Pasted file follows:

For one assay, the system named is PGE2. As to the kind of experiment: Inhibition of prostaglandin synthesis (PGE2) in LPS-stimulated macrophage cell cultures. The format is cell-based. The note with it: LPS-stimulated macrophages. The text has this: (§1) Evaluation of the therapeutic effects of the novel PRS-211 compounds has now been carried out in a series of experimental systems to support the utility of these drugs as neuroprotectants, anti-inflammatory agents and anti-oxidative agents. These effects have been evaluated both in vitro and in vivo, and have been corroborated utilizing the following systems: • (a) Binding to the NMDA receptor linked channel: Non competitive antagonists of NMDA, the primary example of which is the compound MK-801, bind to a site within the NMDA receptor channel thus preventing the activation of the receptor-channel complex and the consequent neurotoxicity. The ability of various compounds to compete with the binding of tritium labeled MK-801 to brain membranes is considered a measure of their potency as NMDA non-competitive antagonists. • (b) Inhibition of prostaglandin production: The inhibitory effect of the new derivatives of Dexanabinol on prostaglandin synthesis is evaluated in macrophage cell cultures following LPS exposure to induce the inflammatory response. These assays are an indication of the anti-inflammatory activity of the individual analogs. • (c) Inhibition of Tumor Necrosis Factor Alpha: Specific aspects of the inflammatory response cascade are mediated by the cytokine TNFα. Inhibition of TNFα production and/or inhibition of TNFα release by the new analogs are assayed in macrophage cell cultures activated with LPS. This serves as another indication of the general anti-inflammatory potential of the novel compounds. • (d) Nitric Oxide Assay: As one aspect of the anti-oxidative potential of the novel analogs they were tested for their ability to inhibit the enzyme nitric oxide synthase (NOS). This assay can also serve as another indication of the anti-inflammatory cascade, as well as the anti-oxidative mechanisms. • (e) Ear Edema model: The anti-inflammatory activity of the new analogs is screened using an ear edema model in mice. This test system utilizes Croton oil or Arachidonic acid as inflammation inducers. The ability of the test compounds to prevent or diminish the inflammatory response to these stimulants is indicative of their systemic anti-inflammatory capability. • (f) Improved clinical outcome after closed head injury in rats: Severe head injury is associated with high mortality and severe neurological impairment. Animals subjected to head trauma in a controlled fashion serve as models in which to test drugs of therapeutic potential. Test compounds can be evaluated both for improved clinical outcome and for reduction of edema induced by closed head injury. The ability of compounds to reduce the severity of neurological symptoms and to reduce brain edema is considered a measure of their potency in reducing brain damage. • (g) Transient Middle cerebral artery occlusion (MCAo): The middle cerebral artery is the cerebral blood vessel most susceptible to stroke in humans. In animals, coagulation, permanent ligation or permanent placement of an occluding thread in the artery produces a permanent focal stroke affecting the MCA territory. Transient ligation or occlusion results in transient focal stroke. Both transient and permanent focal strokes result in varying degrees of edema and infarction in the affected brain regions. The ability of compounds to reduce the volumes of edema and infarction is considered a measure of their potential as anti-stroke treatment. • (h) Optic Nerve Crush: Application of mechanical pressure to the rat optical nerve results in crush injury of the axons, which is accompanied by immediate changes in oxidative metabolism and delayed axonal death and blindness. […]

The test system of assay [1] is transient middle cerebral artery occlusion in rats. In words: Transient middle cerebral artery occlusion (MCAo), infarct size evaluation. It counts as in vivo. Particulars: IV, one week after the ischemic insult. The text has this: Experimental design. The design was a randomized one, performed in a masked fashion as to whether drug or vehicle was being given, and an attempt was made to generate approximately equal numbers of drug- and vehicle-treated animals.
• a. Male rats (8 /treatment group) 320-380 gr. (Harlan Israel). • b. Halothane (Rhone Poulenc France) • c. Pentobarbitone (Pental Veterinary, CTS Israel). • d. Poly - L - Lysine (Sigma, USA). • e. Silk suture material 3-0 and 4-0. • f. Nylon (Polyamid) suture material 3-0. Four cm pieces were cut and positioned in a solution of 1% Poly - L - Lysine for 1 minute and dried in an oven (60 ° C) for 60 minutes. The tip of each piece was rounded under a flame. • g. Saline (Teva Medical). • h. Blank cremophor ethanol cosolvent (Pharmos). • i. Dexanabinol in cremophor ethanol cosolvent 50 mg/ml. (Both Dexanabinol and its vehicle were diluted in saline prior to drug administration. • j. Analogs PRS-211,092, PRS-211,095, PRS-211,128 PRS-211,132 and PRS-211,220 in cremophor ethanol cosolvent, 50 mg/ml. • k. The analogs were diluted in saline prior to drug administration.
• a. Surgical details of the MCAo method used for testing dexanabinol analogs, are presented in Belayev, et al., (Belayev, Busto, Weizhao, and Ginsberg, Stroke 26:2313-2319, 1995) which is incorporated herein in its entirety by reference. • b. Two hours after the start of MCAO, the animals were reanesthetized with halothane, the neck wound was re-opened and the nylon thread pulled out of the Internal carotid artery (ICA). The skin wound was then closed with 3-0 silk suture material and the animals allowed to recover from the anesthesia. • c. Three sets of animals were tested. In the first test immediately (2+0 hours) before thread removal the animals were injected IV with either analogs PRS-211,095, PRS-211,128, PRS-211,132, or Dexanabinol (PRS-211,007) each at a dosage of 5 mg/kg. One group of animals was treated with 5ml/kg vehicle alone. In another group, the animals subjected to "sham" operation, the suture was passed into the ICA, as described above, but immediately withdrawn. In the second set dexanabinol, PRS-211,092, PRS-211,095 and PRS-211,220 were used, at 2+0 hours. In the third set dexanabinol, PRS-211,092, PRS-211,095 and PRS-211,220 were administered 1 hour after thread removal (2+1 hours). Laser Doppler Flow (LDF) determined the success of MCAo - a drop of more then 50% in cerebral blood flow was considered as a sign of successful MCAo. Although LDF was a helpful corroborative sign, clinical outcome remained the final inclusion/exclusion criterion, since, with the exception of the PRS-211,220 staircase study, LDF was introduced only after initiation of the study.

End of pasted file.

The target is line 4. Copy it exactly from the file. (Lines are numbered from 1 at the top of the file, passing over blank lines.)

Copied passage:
• a. Surgical details of the MCAo method used for testing dexanabinol analogs, are presented in Belayev, et al., (Belayev, Busto, Weizhao, and Ginsberg, Stroke 26:2313-2319, 1995) which is incorporated herein in its entirety by reference. • b. Two hours after the start of MCAO, the animals were reanesthetized with halothane, the neck wound was re-opened and the nylon thread pulled out of the Internal carotid artery (ICA). The skin wound was then closed with 3-0 silk suture material and the animals allowed to recover from the anesthesia. • c. Three sets of animals were tested. In the first test immediately (2+0 hours) before thread removal the animals were injected IV with either analogs PRS-211,095, PRS-211,128, PRS-211,132, or Dexanabinol (PRS-211,007) each at a dosage of 5 mg/kg. One group of animals was treated with 5ml/kg vehicle alone. In another group, the animals subjected to "sham" operation, the suture was passed into the ICA, as described above, but immediately withdrawn. In the second set dexanabinol, PRS-211,092, PRS-211,095 and PRS-211,220 were used, at 2+0 hours. In the third set dexanabinol, PRS-211,092, PRS-211,095 and PRS-211,220 were administered 1 hour after thread removal (2+1 hours). Laser Doppler Flow (LDF) determined the success of MCAo - a drop of more then 50% in cerebral blood flow was considered as a sign of successful MCAo. Although LDF was a helpful corroborative sign, clinical outcome remained the final inclusion/exclusion criterion, since, with the exception of the PRS-211,220 staircase study, LDF was introduced only after initiation of the study.